Nano Virus In Human
Avian or Bird Flu is a type of influenza virus. Influenza viruses can infect several animal species, including birds, pigs, horses, seals and whales. Influenza viruses that infect birds are called “avian influenza viruses.” Wild birds are considered the natural hosts for influenza virus. Avian influenza viruses do not usually directly infect humans.
Wild birds are a natural reservoir for these viruses and may carry them without becoming ill due to natural resistance. Infected birds shed influenza virus in their saliva, nasal secretions, and feces. Susceptible birds become infected when they have contact with contaminated secretions or excretions or with surfaces that are contaminated with secretions or excretions from infected birds.
Wild waterfowl can then be responsible for the primary introduction of the infection into domestic poultry. In farms where poultry is raised young turkeys and laying hens are usually the most affected species. They in turn can pass it to humans.
People catch bird flu by contact with infected birds or bird droppings. People don't catch the virus from eating fully cooked chicken or eggs. There have been a few cases where one infected person caught the bird flu virus from another person - but only after close personal contact.
Symptoms of avian influenza in humans have ranged from typical human influenza-like symptoms such as fever, cough, sore throat, and muscle aches, to eye infections, pneumonia, severe respiratory diseases (such as acute respiratory distress), and other severe and life-threatening complications. The symptoms of avian influenza may depend on which virus caused the infection.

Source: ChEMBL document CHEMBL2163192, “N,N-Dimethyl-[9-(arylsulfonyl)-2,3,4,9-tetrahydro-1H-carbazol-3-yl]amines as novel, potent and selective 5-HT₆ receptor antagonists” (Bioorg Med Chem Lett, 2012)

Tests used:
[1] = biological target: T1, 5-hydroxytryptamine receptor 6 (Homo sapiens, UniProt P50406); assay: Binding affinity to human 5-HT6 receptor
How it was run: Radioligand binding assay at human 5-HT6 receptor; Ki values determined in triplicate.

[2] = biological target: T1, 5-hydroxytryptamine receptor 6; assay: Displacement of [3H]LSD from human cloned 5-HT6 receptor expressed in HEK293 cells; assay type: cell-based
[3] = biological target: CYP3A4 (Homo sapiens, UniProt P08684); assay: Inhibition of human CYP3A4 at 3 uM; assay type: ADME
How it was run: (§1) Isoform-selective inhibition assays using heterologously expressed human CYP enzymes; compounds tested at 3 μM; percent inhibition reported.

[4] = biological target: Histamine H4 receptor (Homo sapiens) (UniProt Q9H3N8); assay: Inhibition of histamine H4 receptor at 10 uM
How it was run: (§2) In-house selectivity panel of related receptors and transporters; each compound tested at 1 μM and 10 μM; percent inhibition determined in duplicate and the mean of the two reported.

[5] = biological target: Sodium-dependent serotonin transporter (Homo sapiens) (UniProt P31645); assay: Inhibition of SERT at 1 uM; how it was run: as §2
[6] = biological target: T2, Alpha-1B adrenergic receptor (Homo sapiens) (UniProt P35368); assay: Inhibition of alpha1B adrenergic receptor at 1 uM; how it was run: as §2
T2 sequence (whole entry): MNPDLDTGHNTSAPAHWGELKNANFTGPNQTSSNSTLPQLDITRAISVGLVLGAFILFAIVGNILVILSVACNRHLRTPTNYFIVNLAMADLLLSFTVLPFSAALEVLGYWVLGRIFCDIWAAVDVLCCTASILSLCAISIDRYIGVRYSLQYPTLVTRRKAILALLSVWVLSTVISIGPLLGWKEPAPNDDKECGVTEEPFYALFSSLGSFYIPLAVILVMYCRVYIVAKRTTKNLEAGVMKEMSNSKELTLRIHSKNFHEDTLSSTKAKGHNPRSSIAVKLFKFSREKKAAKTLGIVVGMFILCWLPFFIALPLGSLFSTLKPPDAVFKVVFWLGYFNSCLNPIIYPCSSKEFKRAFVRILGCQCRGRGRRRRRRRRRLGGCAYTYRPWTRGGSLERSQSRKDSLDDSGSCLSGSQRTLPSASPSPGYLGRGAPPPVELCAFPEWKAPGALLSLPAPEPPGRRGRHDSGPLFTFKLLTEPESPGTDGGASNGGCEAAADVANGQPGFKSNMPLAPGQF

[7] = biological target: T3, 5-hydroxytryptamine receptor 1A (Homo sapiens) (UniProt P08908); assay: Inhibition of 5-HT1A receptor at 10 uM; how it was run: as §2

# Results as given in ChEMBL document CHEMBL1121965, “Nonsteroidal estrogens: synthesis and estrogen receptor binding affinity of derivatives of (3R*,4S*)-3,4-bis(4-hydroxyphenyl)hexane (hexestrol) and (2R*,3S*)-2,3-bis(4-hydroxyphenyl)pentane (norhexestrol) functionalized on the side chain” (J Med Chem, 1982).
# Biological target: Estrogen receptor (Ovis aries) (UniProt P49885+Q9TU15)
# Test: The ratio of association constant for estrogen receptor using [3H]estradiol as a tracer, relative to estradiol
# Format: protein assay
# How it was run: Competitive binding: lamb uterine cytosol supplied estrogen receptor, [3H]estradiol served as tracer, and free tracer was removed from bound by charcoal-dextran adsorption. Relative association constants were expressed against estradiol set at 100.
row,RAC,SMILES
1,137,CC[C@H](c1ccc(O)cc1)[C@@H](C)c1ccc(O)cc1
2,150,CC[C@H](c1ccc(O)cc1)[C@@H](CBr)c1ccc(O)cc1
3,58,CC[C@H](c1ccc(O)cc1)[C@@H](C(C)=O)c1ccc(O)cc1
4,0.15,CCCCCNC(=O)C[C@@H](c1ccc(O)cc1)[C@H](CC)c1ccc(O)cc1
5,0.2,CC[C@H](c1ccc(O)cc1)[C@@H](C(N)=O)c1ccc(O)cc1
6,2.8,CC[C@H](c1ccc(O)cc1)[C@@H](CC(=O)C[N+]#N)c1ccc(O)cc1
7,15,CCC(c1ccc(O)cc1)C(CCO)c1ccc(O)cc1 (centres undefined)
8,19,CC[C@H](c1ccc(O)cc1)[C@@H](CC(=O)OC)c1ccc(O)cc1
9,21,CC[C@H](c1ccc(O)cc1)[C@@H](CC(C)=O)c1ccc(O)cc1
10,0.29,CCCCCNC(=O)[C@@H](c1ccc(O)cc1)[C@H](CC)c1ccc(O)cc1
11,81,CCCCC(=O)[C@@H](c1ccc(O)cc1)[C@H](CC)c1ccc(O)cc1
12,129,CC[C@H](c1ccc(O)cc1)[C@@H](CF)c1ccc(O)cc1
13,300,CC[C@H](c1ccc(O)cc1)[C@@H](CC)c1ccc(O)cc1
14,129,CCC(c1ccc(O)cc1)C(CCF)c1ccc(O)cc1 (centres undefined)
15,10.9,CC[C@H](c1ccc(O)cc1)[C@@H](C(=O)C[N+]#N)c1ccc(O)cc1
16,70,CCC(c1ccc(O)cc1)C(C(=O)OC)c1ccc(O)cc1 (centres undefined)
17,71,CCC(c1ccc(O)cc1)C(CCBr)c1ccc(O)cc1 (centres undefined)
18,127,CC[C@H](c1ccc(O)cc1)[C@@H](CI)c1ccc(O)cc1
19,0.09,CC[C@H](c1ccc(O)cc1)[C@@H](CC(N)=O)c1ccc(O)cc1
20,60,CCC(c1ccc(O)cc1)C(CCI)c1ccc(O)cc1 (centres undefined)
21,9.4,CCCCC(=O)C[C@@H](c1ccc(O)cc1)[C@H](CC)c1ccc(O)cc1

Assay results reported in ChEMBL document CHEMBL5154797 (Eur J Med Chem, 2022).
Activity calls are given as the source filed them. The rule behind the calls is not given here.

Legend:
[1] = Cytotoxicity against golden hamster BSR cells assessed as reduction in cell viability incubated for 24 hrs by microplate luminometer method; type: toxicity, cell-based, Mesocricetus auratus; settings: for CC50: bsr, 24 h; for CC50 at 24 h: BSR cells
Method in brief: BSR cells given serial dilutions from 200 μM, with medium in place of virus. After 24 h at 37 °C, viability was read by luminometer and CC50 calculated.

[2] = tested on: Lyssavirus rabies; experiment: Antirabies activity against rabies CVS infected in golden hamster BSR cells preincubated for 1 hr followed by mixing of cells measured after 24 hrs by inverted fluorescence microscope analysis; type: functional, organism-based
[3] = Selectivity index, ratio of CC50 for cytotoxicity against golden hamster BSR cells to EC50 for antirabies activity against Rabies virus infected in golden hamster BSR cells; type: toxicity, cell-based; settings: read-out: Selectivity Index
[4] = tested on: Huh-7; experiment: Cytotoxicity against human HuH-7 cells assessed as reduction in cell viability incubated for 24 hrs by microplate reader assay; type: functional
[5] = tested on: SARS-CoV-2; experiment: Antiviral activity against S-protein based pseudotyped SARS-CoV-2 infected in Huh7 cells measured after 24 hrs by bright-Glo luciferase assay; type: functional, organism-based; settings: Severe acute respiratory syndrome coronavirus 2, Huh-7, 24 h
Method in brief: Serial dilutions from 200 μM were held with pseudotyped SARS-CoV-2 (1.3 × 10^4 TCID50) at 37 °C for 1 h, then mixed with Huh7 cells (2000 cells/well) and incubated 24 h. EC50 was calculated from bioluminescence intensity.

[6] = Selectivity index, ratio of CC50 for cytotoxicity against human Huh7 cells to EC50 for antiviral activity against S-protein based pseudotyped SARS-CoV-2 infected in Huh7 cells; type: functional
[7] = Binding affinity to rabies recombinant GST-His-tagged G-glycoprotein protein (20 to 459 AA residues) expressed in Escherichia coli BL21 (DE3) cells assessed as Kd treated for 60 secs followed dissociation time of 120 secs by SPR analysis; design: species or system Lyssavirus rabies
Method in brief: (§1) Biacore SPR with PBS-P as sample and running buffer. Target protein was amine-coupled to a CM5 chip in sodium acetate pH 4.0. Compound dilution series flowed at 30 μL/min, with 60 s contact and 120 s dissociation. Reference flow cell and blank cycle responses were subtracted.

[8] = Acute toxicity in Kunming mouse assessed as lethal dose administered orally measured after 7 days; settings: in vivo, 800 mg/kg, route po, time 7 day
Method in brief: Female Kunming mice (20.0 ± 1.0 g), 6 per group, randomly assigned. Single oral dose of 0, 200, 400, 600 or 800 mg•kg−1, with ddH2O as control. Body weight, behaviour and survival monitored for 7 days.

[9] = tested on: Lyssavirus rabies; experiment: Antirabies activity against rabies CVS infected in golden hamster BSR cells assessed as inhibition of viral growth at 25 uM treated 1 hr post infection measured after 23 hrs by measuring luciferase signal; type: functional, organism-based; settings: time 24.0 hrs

There are many statistics about the current strain of bird flu.
Over the past two years the lethal H5N1 strain of bird flu has spread from South East Asia to Europe, the Middle East and West Africa, sparking fears of a global pandemic. The bird flu is spreading at an alarming pace.
In May of 1997, the first known human cases of the bird flu appear in Hong Kong. Six out of 18 people die. In 2003, there are 4 human deaths: 3 in Vietnam and 1 in China. In 2004, there are 32 human deaths: 12 in Thailand and 20 in Vietnam.
In 2005, there are 42 human deaths: 19 in Vietnam, 12 in Indonesia, 5 in China, 4 in Cambodia and 2 in Thailand.
In 2006 (through October 3 only) there have been 70 human deaths: 40 in Indonesia, 8 in China, 6 in Egypt, 5 in Azerbaijan, 4 in Turkey, 3 in Thailand, 2 in Cambodia and 2 in Iraq.
The fatality rate of officially reported bird flu in humans is 59 percent through October of 2006.
The latest numbers, as of October 11, 2006, report that there have been a total of 253 cases of reported Bird flu worldwide. According to the World Health Organization 148 people have died.
As of October 2006 deaths from this virus have been limited to the countries of Azerbaijan, Djibouti, Egypt, Indonesia, Vietnam, Thailand, Turkey, China, Iraq and Cambodia.
Bird flu pops up in the U.S. occasionally. The last time an extreme strain appeared was in February 2004, near Houston, Texas. This involved a different virus strain than the one circulating in Asia. By April 2004, the outbreak had been eradicated. No human infections were detected.
When looking at the big picture the Bird flu is still considered to be very rare and the resulting deaths have been small. In addition, all of the people who have died from the infection have had direct contact with the infected birds. Furthermore, there have been very few cases where the virus has been passed from human to human.